And so we ask, what may God the healer want to convey to us through this coronavirus?

One may be that he is the master of the universe, and it is not the case that man has killed God and has taken over mastery of the universe.  It is not the case that God is dead.  For all man’s science and power and industry, God is still in control.   This may be an occasion to rediscover the presence of God in our world and in our lives, to cease worshipping our false idols, and to bow down to the one God in awe.

Second, if we say have prayed for God to end the coronavirus, perhaps we have not prayed enough.  Perhaps, we have prayed to manipulate him, rather than say, “Thy will be done!”

Third, perhaps we have not shown enough gratitude for the thousands of men and women worldwide who are working night and day and risking their lives, indeed, have already given up their lives, in order to implement the healing will of God.   Or, in this vein, perhaps we have not shown enough gratitude for the health we enjoy.  Perhaps God is already working miracles in our lives.  Unlike the nine lepers he made clean, we must not forget to thank the Lord for the health he continues to restore in our lives (Lk 17:9-17).

Fourth, perhaps we have only shown selfish fear for ourselves and failed in our lives to mirror the compassion and love of the Father for those afflicted.  Those who fall victim to this virus are human.  So too Chinese throughout the world.  Perhaps the Lord is leading us to be more willing to help them, more willing to be in solidarity with them and with the world as it struggles to bring this international emergency to an end.  Perhaps, even in the Philippines, we are being led to be more cooperative with our national health officials who need to make hard decisions to respond to the contagion, to prevent the loss of life, and to achieve the common good.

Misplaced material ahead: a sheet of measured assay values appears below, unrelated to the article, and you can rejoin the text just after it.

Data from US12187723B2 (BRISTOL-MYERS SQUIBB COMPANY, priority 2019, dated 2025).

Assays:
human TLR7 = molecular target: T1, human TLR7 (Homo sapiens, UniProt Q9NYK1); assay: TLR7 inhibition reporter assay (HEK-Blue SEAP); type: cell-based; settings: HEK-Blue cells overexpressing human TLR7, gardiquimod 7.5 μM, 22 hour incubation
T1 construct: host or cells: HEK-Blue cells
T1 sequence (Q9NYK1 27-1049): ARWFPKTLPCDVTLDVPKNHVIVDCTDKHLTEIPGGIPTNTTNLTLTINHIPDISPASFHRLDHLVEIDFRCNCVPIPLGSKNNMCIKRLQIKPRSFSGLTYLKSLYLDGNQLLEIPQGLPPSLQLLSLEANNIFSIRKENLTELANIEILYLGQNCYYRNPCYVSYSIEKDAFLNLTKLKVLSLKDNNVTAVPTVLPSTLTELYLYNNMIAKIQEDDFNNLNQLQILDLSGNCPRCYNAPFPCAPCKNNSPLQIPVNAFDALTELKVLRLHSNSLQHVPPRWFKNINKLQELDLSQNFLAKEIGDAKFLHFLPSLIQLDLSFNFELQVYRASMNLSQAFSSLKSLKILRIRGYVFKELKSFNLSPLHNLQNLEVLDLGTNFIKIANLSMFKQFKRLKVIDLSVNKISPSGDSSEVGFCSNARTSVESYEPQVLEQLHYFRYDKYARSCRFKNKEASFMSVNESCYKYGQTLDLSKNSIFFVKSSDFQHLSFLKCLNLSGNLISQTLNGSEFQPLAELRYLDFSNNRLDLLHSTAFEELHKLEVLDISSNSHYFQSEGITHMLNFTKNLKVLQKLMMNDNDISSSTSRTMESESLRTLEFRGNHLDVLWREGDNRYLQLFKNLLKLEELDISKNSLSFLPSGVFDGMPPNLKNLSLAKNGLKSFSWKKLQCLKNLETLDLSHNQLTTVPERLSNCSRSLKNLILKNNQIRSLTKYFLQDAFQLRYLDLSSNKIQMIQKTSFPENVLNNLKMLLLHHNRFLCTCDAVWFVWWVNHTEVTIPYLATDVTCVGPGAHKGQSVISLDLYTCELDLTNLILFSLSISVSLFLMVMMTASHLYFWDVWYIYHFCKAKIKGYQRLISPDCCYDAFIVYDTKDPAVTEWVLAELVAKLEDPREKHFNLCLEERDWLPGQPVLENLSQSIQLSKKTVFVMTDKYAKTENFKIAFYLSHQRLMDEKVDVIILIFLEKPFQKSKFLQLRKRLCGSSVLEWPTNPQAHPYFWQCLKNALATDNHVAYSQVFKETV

I am certain:  God does not will human suffering.  But we know:  God writes straight with crooked lines in dealing with human beings he has created intelligent and free.  If we seek to find him in the signs of our times, we must also seek to find him even when in our family or in ourselves illness strikes; or when despite our limitations and fears, we are called to respond to the suffering not only of our close relatives but of our unknown neighbor, whom God commands us to love as we love ourselves.  Often, we are called upon really to be the Good Samaritan who refused to ignore the wounded human being on the roadside but went out of his way to help him (cf. Lk 10: 25-37).  As the coronavirus claims more and more victims and seems to come closer to ourselves, we are called upon not to pray less, but to pray more, and find our trust in the power of the Lord.  After he rebuked the winds and the rains, the Lord said, “Why are you afraid?  Do you still have no faith?” (Mk 4:40).  We are called upon not to be more selfish cowering in fear, but in faith to reach out to others in compassion, courage, and care.  Remember the message of yesterday’s Gospel, “You are the light of the world” (Mt. 5:14).

About Joel Tabora, S.J.

Jesuit. Educator